Jesse McManus is pure speed. His skills are frightening. His beautiful line work captures demented children, gremlins, goblins, cats, and very often knives, or just pointy tools in general, with an incredibly demented precision. Listen to his interview on Inkstuds, read some comics, tumble alongside him, and/or tweet at him.

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Hong Kong Graffiti Challenges Ai WeiWei’s Arrest

Unless you’ve been living under a rock you’ve heard about the arrest of  prominent Chinese artists and activist Ai WeiWei by the Chinese Government. Ai Wei Wei and dozens of bloggers and artists were arrested earlier in April  for “inciting subversion of state power,” a catch-all term used to jail anyone critical of Communist Party rule. Apparently The government is concerned that activists want to launch a “jasmine revolution” similar to the protests taking place in the Middle East.

Yesterday NPR released a great story about graffiti popping up all over China supporting the artist and demanding for his release. Street art is at its best when used to expose corruption. Taking your cause to the streets is one of the only ways to let your voice be heard In a country where the government won’t give a legitimate platform to its citizens. Lets hope that more people stand up to the government and demand that not just Ai Wei Wei but all political prisoners are released and that an open discussion can begin between the Chinese government and the countries 1.4 Billion residents.

Listen and read the full story on NPR.

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Axel Void’s Disturbing Paintings Of People Wrapped And Suffocating In Plastic

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People trapped in plastics. This is the theme of the 8 oil paintings by Axel Void for his series titled “Sehnsucht”. Forced or consensual wrapping? After examining the paintings for a minute, the debate does not seem so obsolete. Axel Void suggests an alternative explanation on how to consider these people ; they are pleased with their fate. The title of the exhibition translates as nostalgia; a wistful affection for a period in the past; implying the period of time the artist misses and which is called absurdism. Absurdism symbolises the tension humankind has created for himself, wanting to define the value life without ever being able to do so.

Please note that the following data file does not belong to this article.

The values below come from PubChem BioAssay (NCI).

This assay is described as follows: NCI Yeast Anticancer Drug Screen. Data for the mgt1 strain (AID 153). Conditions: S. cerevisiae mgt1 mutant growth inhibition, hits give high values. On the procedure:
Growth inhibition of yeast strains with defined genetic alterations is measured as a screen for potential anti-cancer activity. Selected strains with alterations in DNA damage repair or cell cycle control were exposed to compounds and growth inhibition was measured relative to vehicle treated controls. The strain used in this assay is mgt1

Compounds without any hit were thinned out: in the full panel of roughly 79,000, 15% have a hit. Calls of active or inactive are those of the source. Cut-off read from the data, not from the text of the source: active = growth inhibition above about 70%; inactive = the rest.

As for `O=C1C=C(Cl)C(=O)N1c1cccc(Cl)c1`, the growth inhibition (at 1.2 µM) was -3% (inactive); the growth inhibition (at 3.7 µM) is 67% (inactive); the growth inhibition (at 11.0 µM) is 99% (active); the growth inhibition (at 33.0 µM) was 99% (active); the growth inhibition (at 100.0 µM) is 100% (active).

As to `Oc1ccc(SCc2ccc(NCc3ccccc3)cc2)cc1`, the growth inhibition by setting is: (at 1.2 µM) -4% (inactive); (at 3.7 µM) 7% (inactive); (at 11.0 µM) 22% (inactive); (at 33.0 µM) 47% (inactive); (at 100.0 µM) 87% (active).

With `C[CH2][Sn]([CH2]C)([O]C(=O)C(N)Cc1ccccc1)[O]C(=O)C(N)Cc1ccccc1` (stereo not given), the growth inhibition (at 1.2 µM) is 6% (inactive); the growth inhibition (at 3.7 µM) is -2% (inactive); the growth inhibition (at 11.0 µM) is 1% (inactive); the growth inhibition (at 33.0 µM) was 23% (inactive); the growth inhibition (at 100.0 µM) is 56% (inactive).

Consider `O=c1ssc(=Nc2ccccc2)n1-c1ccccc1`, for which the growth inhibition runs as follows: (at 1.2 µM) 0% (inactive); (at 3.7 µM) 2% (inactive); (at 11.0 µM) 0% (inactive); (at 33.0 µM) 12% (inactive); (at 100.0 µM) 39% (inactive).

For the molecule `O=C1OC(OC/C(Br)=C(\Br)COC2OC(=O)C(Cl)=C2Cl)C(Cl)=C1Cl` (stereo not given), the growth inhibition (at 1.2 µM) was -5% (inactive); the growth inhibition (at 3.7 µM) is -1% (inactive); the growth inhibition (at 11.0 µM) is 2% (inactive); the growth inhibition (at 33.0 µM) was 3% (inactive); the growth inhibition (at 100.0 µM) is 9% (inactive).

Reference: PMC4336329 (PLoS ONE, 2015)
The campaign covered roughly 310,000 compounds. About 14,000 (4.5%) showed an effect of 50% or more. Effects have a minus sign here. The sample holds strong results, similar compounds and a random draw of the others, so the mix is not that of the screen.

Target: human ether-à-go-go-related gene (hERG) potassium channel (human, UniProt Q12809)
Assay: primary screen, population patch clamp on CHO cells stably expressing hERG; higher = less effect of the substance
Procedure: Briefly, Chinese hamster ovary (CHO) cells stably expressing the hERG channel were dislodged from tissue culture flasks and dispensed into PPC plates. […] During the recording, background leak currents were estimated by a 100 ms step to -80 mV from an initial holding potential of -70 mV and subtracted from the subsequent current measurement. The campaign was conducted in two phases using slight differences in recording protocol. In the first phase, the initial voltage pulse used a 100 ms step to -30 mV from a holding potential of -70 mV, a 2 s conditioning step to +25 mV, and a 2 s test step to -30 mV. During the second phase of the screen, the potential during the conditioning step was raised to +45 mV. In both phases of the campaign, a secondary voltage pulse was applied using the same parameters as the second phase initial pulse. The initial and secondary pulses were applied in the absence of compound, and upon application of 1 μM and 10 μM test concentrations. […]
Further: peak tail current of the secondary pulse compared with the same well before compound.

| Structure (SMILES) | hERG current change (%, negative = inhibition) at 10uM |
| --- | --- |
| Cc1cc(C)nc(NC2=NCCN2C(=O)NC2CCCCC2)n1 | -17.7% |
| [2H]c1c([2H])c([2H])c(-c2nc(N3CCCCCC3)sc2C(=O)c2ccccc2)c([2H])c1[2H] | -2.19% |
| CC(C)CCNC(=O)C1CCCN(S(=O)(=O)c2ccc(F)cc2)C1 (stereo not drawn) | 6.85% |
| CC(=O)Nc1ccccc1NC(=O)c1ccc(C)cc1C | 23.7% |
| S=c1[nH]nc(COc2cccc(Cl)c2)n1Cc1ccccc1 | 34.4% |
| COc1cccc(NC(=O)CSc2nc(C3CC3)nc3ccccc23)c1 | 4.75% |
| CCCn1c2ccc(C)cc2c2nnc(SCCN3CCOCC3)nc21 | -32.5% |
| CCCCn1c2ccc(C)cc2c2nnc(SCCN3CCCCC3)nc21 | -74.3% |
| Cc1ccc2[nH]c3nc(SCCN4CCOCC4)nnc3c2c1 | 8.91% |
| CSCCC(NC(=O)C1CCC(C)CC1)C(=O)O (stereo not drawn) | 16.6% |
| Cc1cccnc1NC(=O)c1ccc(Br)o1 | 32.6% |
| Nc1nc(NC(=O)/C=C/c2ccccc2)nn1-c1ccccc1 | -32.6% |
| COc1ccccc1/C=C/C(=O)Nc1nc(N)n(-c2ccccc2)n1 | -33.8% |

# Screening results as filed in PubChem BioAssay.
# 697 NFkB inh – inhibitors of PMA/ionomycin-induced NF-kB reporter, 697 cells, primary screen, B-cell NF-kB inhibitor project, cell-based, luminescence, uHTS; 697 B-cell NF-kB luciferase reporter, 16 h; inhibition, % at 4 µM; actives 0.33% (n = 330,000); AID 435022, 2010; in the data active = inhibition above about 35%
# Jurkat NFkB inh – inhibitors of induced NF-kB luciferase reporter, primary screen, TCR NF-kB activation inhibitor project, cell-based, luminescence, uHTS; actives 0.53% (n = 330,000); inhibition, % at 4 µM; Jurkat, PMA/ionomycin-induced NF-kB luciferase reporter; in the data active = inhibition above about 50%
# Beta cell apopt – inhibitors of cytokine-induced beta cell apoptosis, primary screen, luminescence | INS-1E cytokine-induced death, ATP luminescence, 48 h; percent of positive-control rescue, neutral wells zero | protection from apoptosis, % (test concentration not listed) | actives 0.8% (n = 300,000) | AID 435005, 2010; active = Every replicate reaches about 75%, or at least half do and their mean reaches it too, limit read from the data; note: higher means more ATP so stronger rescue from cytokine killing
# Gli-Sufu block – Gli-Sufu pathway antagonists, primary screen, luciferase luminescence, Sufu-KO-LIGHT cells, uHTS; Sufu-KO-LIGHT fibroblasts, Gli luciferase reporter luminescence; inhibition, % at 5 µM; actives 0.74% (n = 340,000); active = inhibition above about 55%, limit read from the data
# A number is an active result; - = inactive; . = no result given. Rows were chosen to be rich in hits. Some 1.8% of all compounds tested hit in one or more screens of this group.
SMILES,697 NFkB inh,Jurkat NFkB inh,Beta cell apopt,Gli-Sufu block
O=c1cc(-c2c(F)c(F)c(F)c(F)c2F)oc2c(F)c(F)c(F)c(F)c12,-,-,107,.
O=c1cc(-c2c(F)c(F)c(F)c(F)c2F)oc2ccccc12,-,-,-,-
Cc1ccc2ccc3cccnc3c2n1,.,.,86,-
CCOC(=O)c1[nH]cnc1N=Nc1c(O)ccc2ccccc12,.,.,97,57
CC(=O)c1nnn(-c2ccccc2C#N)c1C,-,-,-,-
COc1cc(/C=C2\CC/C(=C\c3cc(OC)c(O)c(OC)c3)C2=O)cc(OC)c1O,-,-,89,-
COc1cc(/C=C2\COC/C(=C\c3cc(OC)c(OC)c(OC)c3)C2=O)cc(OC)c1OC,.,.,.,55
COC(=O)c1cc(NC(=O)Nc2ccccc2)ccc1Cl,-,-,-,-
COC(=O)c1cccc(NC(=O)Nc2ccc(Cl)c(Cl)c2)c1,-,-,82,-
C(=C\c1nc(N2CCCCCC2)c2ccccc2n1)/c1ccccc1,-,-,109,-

The dichotomy between the classic style of the paintings and the psychologic, almost psychiatric representation of the artist’s nostalgia leaves us disturbed. Moreover, the interpretation of the cellophane or plastic bag can evokes protection, eroticism or asphyxiation. Leaving us full of doubts about what will happen next to these people.
Axel Void highlights in a dark way  “the confusion and state of wellbeing within our basic necessities and longing for something else”.

This intermission in which those people are caught, some of them suffering, others patiently waiting is the state of mind of absurdism. For there is no explanation to how we all have gotten here and there is no logical reason to how we will get out of this state either.
The art of Axel Void is a picture of the society issues in a social and psychological way. He interprets in his paintings the stigma of what society is experiencing in response to a quest for answers that will have no ending.

Axel Void’s “Sehnsucht” series is currently showing at BC Gallery in Berlin until August 15th 2015. (via HiFructose)

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Jiyong Lee Carves Fragmented, Geometric Glass Blocks That Represent Cell Division And Growth

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Jiyong Lee is an artist and educator based in Carbondale, Illinois, who works in the medium of glass art. In a series titled Segmentation, Lee has created fascinating, geometric glass blocks that metaphorically examine life science. Mirroring the processes of cell division and growth, each sculpture is divided into fragments that represent “cells, embryos, biological and molecular structures—each symbolizing the building blocks of life, as well as the starting point of life” (Source). As a whole, they are firm structures, much like the proverbial “building blocks”; but internally, they are irregular and segmented, symbolizing the varying growth rates and beautiful asymmetry of organic life.

The glass Lee has chosen to work with varies in its translucency, which is significant to his theme. Sometimes the fragments are see-through; in other places they are dense and clouded. For Lee, these conditions of visibility represent “what is known and unknown about life science” (Source), for although modern science seeks to fully comprehend the workings of life, there will always be an unreachable mystery within. The internal haze also represents an unknown future for cells as they live and continue to change.

Visit Lee’s website to view more.